When he perished while fighting a fire on May 24th, 1878, Hartford photographer Daniel S. Camp died as he had lived: in harm’s way and in the line of duty. Besides being a respected photographer, Camp was a volunteer firefighter, Second Lieutenant in the City Guard, and a veteran of the Civil War, having seen service in Connecticut’s Sixteenth Volunteer Infantry.  In his short 34 years he left behind a legacy of public service as well as some truly remarkable photographs.

One of Hartford’s Heroes

Apr 26, 2013

When he perished while fighting a fire on May 24th, 1878, Hartford photographer Daniel S. Camp died as he had lived: in harm’s way and in the line of duty. Besides being a respected photographer, Camp was a volunteer firefighter, Second Lieutenant in the City Guard, and a veteran of the Civil War, having seen service in Connecticut’s Sixteenth Volunteer Infantry.  In his short 34 years he left behind a legacy of public service as well as some truly remarkable photographs.

Scraps of History

Apr 20, 2013

Mary Pamelia Felt was born in New York City on January 1, 1848, and in 1867 married John Emery Morris of Hartford. She would have remained just another Hartford resident if not for her penchant for clipping newspapers. Her collection of 188 obituary and social scrapbooks were donated to CHS in 1925.  CHS recently digitized and put online her 52 “social” scrapbooks which are filled with clippings about engagements, weddings, divorces, lectures, vacation plans, travels abroad, visits from dignitaries, Thanksgiving proclamations, and descriptions of inaugural balls.

Scraps of History

Apr 20, 2013

Mary Pamelia Felt was born in New York City on January 1, 1848, and in 1867 married John Emery Morris of Hartford. She would have remained just another Hartford resident if not for her penchant for clipping newspapers. Her collection of 188 obituary and social scrapbooks were donated to CHS in 1925.  CHS recently digitized and put online her 52 “social” scrapbooks which are filled with clippings about engagements, weddings, divorces, lectures, vacation plans, travels abroad, visits from dignitaries, Thanksgiving proclamations, and descriptions of inaugural balls.

“A NOBLE AND PRECIOUS LIFE”

Apr 12, 2013

A handful of maps of Connecticut, Massachusetts, New Hampshire and Maine, published in Philadelphia during the early 1850s, bear the name of E. M. Woodford. Edgar M. Woodford was born April 15, 1824,  in Avon, Connecticut, where his family had a farm. Self-taught as a civil engineer, Woodford became county surveyor for the County of Hartford. A nephew recalled his Uncle Edgar as “a great strapping man,” who would come “over the hills with his [surveying] instruments over his shoulder, crying for fear his work would not come out right.”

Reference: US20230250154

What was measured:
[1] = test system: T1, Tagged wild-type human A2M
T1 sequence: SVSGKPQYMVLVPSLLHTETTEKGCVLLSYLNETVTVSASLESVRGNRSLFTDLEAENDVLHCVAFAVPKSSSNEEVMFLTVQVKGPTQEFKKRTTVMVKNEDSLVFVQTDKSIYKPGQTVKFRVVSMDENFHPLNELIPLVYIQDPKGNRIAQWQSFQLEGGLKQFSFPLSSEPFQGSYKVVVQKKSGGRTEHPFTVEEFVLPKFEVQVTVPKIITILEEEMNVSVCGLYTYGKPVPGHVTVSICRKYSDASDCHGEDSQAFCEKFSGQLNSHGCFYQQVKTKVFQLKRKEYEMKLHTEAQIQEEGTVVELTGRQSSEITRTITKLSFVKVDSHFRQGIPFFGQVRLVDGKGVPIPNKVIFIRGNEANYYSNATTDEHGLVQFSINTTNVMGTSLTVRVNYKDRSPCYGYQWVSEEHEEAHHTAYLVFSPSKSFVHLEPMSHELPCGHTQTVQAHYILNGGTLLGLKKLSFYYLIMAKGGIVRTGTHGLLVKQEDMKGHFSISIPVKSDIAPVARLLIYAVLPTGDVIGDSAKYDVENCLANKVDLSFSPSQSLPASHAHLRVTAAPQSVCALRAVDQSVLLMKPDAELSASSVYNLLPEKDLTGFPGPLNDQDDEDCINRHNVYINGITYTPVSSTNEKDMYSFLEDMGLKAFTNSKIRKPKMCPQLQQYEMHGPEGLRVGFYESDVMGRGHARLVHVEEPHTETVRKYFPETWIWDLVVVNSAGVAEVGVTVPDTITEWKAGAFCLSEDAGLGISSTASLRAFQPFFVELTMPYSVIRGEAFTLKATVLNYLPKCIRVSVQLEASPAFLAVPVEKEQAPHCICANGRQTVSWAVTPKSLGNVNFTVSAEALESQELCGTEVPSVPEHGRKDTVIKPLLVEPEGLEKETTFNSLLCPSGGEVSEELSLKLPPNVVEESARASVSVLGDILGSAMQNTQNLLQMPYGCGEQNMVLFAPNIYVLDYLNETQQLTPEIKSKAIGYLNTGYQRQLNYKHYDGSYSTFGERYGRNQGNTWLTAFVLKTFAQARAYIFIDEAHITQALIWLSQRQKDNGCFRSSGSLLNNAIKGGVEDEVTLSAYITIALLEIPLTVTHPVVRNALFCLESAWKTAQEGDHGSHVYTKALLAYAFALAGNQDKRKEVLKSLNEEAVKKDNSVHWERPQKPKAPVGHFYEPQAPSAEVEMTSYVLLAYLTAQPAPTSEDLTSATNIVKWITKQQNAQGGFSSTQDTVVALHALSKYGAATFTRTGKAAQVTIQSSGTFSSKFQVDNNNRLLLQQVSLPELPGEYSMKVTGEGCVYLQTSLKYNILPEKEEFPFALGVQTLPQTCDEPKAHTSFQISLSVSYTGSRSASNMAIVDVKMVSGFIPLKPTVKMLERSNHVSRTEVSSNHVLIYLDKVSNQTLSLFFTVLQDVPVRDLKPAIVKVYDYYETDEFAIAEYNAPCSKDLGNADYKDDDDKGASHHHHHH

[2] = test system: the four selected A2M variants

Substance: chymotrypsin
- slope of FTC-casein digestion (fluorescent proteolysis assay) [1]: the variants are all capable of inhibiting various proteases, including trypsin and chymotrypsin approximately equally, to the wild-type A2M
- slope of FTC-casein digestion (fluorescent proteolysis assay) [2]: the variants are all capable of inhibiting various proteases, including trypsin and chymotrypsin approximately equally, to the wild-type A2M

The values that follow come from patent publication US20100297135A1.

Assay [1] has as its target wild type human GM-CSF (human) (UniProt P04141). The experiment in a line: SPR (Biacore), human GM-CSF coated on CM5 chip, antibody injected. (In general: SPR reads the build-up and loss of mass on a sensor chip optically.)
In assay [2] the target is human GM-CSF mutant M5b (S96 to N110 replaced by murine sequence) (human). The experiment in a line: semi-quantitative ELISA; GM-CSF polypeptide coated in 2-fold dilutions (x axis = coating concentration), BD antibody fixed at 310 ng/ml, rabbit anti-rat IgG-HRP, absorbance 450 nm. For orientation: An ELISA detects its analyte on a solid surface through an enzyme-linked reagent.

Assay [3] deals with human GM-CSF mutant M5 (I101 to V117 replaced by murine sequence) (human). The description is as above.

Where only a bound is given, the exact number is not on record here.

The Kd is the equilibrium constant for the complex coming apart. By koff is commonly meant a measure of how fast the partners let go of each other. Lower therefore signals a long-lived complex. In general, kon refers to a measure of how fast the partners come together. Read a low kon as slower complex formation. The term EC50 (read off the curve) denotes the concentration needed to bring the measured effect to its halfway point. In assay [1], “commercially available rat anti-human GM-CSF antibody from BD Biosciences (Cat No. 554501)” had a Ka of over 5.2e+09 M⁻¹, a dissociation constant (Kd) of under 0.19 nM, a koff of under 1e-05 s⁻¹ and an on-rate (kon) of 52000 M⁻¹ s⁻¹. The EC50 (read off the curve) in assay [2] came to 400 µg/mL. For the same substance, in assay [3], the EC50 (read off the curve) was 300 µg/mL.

“A Noble and Precious Life”

Apr 12, 2013

A handful of maps of Connecticut, Massachusetts, New Hampshire and Maine, published I Philadelphia during the early 1850s, bear the name of E. M. Woodford.    Edgar M. Woodford was born April 15, 1824,  in Avon, Connecticut , where his family had a farm.  Self-taught as a civil engineer, Woodford became county surveyor for the County of Hartford.  A nephew recalled his Uncle Edgar as “a great strapping man,” who would come “over the hills with his [surveying] instruments over his shoulder, crying for fear his work would not come out right.”

Is Martha Stewart History?

Apr 5, 2013

With over thirty books published and millions of magazines devoured by fans eager to organize their homes, prepare delicious meals, and simply be crafty, Martha Stewart has become known as the most successful modern domestic advisor in the United States.  But domestic advice of the kind Stewart doles out in her television appearances, print, and internet publications is not something new.  Domestic advisors have long had a place in America’s kitchens and homes and have been providing women with guidance on how to manage their homes and cook appropriate meals for hundreds of years. 

A Night to Remember

Mar 29, 2013

Steam power captivated the popular imagination in the nineteenth century. Regular steam navigation on the Connecticut River dates back to the early 1820s. Hartford and New York were linked by steamers whenever the river was ice free, typically from March through November of each year.

A Night to Remember

Mar 29, 2013

Steam power captivated the popular imagination in the nineteenth century. Regular steam navigation on the Connecticut River dates back to the early 1820s. Hartford and New York were linked by steamers whenever the river was ice free, typically from March through November of each year.

Needlework in Full Bloom

Mar 22, 2013

Needlework samplers provided a place for young girls to practice stitching and create a variety of motifs, from alphabets and numbers to houses and animals.  One popular motif for decorating samplers was flowers.  Found almost everywhere and in many varieties, flowers offered girls the chance to create from nature, while incorporating their own sense of style.

Gloomy Trap and Abstract Electronics

Mar 20, 2013

This week on The Needle Drop, we're diving into the latest releases from Shlohmo and Autechre. We'll also be trying out new tracks from Kylesa, Smith Westerns, and more.

Picture This

Mar 15, 2013